Refraction in Biconcave Lens
Now let's investigate the refraction of light by double concave lens. Suppose that several rays of light approach the lens; and suppose that these rays of light are travelling parallel to the principal axis. Upon reaching the front face of the lens, each ray of light will refract towards the normal to the surface. At this boundary, the light ray is passing from air into a more dense medium (usually plastic or glass). Since the light ray is passing from a medium in which it travels relatively fast (less optically dense) into a medium in which it travels relatively slow (more optically dense), it will bend towards the normal line. This is the FST principle of refraction. This is shown for two incident rays on the diagram below. Once the light ray refracts across the boundary and enters the lens, it travels in a straight line until it reaches the back face of the lens. At this boundary, each ray of light will refract away from the normal to the surface. Since the light ray is passing from a medium in which it travels relatively slow (more optically dense) to a medium in which it travels fast (less optically dense), it will bend away from the normal line. This is the SFA principle of refraction. These principles of refraction are identical to what was observed for the double convex lens above.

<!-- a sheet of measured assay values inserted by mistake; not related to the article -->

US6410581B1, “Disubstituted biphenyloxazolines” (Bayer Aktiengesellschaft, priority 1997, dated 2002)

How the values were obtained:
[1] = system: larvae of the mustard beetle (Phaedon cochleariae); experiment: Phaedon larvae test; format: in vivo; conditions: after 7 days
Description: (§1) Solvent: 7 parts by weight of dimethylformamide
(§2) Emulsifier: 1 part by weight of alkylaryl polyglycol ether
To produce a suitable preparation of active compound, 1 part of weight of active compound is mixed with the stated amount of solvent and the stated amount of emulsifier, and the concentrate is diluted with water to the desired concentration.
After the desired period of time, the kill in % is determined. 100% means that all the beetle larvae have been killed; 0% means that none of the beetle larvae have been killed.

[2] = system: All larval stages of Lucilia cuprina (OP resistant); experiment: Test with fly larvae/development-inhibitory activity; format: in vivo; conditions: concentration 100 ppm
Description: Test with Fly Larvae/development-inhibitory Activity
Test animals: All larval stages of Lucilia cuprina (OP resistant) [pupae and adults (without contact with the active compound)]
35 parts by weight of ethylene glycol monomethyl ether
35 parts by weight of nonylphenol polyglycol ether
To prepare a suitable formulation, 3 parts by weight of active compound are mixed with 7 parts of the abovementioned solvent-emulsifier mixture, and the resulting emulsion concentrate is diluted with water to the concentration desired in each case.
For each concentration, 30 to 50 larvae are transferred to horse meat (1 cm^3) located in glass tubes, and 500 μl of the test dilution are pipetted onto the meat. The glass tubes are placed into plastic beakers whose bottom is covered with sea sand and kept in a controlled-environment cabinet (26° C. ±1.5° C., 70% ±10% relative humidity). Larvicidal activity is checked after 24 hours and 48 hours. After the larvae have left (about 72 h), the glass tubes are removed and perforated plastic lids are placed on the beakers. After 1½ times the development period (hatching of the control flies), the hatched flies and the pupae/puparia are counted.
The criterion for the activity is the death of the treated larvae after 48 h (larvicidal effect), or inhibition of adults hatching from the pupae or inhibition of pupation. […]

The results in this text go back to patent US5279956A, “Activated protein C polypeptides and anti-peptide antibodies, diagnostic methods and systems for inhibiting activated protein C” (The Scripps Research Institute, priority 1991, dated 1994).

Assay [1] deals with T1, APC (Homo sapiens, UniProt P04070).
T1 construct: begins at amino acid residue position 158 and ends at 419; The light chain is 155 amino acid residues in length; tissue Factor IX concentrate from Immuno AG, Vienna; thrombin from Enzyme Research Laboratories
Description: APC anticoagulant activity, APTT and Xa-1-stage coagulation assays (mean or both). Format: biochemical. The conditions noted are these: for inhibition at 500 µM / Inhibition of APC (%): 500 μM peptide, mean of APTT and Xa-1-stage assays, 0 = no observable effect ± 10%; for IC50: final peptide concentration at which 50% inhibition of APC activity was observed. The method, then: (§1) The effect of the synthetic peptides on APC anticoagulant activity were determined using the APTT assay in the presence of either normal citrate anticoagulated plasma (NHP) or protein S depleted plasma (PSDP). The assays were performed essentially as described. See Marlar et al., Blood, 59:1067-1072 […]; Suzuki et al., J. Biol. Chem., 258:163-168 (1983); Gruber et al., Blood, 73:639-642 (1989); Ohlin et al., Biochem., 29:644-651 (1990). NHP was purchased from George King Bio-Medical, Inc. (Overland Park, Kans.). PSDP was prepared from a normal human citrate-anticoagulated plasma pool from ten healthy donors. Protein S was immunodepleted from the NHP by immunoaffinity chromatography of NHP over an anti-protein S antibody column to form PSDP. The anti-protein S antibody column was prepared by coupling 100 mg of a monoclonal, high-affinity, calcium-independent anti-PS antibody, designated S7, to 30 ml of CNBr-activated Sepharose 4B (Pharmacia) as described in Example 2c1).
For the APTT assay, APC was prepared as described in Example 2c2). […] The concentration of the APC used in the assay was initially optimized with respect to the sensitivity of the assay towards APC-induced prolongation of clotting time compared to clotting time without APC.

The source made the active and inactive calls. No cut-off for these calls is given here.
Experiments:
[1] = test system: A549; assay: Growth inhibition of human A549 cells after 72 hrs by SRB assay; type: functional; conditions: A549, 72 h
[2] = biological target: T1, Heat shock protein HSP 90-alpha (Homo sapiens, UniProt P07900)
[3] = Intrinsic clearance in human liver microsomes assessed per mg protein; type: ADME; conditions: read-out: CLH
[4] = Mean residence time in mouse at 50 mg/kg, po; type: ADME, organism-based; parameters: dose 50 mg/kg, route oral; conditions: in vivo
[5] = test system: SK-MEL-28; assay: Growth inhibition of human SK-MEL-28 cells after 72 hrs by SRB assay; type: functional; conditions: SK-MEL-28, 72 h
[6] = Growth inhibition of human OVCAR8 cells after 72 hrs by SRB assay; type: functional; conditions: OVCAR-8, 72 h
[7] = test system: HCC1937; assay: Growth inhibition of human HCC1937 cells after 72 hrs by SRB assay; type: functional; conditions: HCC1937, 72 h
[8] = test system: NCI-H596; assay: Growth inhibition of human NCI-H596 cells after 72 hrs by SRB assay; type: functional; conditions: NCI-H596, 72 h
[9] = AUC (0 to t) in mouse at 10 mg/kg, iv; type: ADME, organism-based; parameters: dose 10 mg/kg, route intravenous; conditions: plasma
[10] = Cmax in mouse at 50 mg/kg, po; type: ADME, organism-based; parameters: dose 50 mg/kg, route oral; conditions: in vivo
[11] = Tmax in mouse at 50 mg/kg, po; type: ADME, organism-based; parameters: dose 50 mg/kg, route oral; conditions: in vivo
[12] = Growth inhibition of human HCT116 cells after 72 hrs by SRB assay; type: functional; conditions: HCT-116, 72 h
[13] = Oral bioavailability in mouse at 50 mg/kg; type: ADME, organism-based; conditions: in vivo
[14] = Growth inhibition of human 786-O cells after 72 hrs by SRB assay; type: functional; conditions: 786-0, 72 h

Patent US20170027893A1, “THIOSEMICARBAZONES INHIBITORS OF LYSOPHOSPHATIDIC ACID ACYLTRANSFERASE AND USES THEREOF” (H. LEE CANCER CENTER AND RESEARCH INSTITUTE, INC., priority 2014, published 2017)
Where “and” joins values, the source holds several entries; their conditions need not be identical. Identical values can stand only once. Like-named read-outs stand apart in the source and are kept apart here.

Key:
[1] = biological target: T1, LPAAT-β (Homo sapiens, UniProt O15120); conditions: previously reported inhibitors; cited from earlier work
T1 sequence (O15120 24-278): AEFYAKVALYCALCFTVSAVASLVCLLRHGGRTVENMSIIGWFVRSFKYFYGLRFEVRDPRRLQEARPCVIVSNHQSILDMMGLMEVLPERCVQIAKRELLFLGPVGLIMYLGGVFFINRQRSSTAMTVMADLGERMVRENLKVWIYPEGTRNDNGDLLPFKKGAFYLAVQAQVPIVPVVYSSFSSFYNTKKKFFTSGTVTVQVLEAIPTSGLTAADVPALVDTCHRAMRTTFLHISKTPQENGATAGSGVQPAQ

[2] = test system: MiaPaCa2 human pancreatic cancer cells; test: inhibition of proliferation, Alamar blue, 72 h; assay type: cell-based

The above diagram shows the behavior of two incident rays approaching parallel to the principal axis of the double concave lens. Just like the double convex lens above, light bends towards the normal when entering and away from the normal when exiting the lens. Yet, because of the different shape of the double concave lens, these incident rays are not converged to a point upon refraction through the lens. Rather, these incident rays diverge upon refracting through the lens. For this reason, a double concave lens can never produce a real image. Double concave lenses produce images that are virtual. This will be discussed in more detail in the...
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